Southern pines appear to grow and conserve water somewhat better in the carbon-dioxide-enriched atmosphere expected by mid-century, a Duke University study has found. However, any growth spurts appear to diminish over time, due at least in part to the kind of hot and dry weather that likely may become more common in the future. Thus, the researchers concluded, enhanced growth of pines may not constitute a long-term sink for human-produced carbon dioxide which might ameliorate global warming.
These findings of a growth ring and wood chemistry study will be described by Duke graduate student Ashley Ballantyne at 9 a.m. Eastern Time on Tuesday, Aug. 9, 2005, during the Ecological Society of Americas 2005 national meeting in Montreal.
Ballantyne, a fourth-year doctoral student in paleoclimatology at Dukes Nicholas School of the Environment and Earth Sciences, did his study with research associate Jeffrey Pippen at the Free-Air Carbon Dioxide Enrichment (FACE) experiment http://face.env.duke.edu/main.cfm.
Waste in the water – New purification techniques for healthier aquatic ecosystems
24.07.2018 | Eberhard Karls Universität Tübingen
Plenty of habitat for bears in Europe
24.07.2018 | Deutsches Zentrum für integrative Biodiversitätsforschung (iDiv) Halle-Jena-Leipzig
Scientists at the University of California, Los Angeles present new research on a curious cosmic phenomenon known as "whistlers" -- very low frequency packets...
Scientists develop first tool to use machine learning methods to compute flow around interactively designable 3D objects. Tool will be presented at this year’s prestigious SIGGRAPH conference.
When engineers or designers want to test the aerodynamic properties of the newly designed shape of a car, airplane, or other object, they would normally model...
Researchers from TU Graz and their industry partners have unveiled a world first: the prototype of a robot-controlled, high-speed combined charging system (CCS) for electric vehicles that enables series charging of cars in various parking positions.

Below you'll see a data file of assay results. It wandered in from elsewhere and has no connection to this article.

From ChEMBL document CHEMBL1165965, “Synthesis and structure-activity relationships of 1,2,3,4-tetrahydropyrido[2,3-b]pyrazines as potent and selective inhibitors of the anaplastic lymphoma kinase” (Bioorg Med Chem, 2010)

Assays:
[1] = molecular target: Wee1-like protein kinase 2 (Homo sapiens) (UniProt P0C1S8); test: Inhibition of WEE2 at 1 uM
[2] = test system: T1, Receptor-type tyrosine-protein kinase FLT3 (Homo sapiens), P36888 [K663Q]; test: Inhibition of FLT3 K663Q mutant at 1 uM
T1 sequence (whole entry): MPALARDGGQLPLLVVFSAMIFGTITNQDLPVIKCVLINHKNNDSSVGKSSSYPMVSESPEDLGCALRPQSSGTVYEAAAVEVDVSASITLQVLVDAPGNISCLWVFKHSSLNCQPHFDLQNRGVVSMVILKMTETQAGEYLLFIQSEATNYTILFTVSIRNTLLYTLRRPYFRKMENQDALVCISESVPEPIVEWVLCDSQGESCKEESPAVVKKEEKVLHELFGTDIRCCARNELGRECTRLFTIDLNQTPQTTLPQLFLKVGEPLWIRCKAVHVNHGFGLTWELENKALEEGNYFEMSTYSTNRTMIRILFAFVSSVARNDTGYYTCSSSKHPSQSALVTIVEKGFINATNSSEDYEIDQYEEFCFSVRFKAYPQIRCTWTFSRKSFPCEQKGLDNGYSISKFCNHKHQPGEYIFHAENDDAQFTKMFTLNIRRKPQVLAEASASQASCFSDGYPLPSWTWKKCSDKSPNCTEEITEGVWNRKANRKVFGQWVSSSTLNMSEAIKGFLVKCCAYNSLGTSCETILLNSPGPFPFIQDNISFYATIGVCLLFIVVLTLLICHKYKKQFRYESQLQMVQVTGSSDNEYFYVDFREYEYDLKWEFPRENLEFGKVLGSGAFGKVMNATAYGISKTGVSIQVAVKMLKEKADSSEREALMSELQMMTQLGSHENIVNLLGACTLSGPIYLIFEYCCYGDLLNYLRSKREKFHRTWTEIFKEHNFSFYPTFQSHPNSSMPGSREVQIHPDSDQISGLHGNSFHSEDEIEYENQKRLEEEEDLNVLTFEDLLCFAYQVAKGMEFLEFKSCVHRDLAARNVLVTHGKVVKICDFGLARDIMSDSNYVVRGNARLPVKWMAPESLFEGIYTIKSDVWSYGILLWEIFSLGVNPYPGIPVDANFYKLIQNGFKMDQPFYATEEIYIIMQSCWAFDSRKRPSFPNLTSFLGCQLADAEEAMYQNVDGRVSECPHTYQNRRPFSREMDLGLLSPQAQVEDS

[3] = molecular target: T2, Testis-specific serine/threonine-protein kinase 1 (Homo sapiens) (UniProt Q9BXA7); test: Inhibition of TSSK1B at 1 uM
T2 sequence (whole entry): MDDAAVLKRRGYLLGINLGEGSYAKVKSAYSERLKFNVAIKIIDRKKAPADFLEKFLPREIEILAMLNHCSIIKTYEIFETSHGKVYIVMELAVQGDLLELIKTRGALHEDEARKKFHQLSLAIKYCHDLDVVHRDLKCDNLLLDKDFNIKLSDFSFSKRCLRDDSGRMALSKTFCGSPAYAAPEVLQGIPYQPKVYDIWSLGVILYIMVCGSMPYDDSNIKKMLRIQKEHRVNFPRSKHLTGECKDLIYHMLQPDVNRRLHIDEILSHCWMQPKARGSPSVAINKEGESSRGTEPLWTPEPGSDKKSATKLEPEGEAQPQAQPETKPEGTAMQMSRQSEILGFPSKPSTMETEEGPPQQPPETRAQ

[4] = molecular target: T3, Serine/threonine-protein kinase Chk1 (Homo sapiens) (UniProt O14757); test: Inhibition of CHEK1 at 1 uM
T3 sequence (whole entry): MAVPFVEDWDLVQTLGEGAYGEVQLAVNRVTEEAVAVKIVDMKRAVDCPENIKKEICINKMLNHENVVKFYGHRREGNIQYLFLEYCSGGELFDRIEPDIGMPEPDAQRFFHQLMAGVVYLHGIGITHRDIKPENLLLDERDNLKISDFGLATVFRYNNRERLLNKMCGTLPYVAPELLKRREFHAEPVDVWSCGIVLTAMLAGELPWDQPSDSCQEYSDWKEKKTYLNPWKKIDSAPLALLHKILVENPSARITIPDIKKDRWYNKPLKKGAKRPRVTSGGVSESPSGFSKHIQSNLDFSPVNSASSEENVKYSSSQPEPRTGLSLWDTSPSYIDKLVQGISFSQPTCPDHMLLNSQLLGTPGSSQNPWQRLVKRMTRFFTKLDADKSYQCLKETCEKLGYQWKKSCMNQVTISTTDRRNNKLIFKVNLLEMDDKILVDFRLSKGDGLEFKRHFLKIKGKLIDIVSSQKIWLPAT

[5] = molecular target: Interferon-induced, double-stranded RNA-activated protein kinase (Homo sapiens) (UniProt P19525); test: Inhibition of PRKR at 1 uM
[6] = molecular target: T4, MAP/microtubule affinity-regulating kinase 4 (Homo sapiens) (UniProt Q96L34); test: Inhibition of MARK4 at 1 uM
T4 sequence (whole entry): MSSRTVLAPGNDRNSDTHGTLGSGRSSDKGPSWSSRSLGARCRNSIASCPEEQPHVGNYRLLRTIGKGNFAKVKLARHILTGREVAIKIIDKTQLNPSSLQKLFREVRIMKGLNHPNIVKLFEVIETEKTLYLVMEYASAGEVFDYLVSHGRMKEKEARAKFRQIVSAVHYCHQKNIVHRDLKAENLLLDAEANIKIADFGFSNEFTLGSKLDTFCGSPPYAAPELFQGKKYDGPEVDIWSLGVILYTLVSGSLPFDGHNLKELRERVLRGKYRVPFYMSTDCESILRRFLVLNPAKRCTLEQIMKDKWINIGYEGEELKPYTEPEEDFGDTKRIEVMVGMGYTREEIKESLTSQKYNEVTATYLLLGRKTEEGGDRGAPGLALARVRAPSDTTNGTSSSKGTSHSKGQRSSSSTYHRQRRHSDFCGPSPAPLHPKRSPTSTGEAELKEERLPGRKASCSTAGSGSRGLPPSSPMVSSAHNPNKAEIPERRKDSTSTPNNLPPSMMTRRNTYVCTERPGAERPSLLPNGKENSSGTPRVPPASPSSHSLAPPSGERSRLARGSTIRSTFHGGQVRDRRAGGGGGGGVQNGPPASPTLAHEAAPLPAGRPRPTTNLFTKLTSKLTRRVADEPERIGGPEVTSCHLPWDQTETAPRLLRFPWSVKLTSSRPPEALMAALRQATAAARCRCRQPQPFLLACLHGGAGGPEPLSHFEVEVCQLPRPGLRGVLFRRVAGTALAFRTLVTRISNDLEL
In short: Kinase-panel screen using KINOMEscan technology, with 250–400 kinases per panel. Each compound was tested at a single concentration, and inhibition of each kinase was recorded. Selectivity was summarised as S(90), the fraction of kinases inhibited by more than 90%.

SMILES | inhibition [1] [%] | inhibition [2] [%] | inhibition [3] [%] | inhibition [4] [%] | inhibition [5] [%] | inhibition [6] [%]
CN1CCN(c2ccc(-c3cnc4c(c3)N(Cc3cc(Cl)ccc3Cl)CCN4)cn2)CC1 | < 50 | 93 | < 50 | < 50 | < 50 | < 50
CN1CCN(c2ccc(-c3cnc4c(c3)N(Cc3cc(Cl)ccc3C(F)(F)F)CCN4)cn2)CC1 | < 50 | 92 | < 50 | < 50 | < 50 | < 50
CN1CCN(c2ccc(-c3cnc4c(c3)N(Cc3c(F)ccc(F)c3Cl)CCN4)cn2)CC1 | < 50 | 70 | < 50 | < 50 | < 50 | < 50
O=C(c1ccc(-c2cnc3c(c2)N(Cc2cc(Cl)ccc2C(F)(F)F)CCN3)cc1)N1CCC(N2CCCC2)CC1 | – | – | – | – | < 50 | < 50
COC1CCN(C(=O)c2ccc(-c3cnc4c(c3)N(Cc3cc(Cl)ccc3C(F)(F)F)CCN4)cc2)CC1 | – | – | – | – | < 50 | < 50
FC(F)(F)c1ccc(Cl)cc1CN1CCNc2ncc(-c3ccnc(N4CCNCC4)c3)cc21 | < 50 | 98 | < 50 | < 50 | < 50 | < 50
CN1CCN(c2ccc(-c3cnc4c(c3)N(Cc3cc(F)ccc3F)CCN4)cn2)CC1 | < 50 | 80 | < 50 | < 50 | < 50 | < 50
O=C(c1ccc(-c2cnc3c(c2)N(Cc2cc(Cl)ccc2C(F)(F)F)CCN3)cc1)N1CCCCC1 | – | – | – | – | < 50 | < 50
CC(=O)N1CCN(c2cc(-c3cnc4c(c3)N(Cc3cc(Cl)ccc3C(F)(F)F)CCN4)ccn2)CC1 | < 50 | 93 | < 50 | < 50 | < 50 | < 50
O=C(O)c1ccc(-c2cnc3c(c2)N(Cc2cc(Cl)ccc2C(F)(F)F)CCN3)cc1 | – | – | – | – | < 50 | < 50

Global demand for electric vehicles is forecast to rise sharply: by 2025, the number of new vehicle registrations is expected to reach 25 million per year....
Proteins must be folded correctly to fulfill their molecular functions in cells. Molecular assistants called chaperones help proteins exploit their inbuilt folding potential and reach the correct three-dimensional structure. Researchers at the Max Planck Institute of Biochemistry (MPIB) have demonstrated that actin, the most abundant protein in higher developed cells, does not have the inbuilt potential to fold and instead requires special assistance to fold into its active state. The chaperone TRiC uses a previously undescribed mechanism to perform actin folding. The study was recently published in the journal Cell.
Actin is the most abundant protein in highly developed cells and has diverse functions in processes like cell stabilization, cell division and muscle...
Scientists have discovered that the electrical resistance of a copper-oxide compound depends on the magnetic field in a very unusual way -- a finding that could help direct the search for materials that can perfectly conduct electricity at room temperatur
What happens when really powerful magnets--capable of producing magnetic fields nearly two million times stronger than Earth's--are applied to materials that...
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